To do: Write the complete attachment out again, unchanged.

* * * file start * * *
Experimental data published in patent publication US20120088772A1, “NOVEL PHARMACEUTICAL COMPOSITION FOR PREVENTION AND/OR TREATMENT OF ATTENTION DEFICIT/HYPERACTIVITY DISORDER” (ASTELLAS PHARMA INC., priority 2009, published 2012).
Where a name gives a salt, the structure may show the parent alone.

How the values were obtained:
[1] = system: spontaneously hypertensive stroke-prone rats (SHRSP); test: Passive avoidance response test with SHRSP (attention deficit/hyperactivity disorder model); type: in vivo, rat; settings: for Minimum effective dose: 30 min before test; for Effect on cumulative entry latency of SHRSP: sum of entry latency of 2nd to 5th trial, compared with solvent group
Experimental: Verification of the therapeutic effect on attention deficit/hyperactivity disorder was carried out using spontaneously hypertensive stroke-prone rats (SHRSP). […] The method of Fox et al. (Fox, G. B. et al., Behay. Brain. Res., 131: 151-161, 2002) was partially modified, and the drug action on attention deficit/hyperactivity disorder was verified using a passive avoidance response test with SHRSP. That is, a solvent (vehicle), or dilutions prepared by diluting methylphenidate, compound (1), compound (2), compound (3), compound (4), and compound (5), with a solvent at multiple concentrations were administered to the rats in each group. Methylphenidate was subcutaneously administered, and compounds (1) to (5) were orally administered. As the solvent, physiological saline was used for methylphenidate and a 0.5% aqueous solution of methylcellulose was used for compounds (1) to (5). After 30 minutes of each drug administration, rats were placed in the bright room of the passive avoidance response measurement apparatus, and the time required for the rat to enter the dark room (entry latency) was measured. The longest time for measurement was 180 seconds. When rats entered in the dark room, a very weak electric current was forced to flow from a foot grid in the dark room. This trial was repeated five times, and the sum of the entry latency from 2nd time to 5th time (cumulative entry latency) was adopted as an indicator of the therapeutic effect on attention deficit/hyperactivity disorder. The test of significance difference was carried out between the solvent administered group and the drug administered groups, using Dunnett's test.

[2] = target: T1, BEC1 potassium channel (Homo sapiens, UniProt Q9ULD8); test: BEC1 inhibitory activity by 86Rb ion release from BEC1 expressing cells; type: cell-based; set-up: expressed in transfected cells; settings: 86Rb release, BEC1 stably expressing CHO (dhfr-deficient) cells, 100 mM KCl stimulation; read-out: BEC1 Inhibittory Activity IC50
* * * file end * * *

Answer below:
Experimental data published in patent publication US20120088772A1, “NOVEL PHARMACEUTICAL COMPOSITION FOR PREVENTION AND/OR TREATMENT OF ATTENTION DEFICIT/HYPERACTIVITY DISORDER” (ASTELLAS PHARMA INC., priority 2009, published 2012).
Where a name gives a salt, the structure may show the parent alone.

How the values were obtained:
[1] = system: spontaneously hypertensive stroke-prone rats (SHRSP); test: Passive avoidance response test with SHRSP (attention deficit/hyperactivity disorder model); type: in vivo, rat; settings: for Minimum effective dose: 30 min before test; for Effect on cumulative entry latency of SHRSP: sum of entry latency of 2nd to 5th trial, compared with solvent group
Experimental: Verification of the therapeutic effect on attention deficit/hyperactivity disorder was carried out using spontaneously hypertensive stroke-prone rats (SHRSP). […] The method of Fox et al. (Fox, G. B. et al., Behay. Brain. Res., 131: 151-161, 2002) was partially modified, and the drug action on attention deficit/hyperactivity disorder was verified using a passive avoidance response test with SHRSP. That is, a solvent (vehicle), or dilutions prepared by diluting methylphenidate, compound (1), compound (2), compound (3), compound (4), and compound (5), with a solvent at multiple concentrations were administered to the rats in each group. Methylphenidate was subcutaneously administered, and compounds (1) to (5) were orally administered. As the solvent, physiological saline was used for methylphenidate and a 0.5% aqueous solution of methylcellulose was used for compounds (1) to (5). After 30 minutes of each drug administration, rats were placed in the bright room of the passive avoidance response measurement apparatus, and the time required for the rat to enter the dark room (entry latency) was measured. The longest time for measurement was 180 seconds. When rats entered in the dark room, a very weak electric current was forced to flow from a foot grid in the dark room. This trial was repeated five times, and the sum of the entry latency from 2nd time to 5th time (cumulative entry latency) was adopted as an indicator of the therapeutic effect on attention deficit/hyperactivity disorder. The test of significance difference was carried out between the solvent administered group and the drug administered groups, using Dunnett's test.

[2] = target: T1, BEC1 potassium channel (Homo sapiens, UniProt Q9ULD8); test: BEC1 inhibitory activity by 86Rb ion release from BEC1 expressing cells; type: cell-based; set-up: expressed in transfected cells; settings: 86Rb release, BEC1 stably expressing CHO (dhfr-deficient) cells, 100 mM KCl stimulation; read-out: BEC1 Inhibittory Activity IC50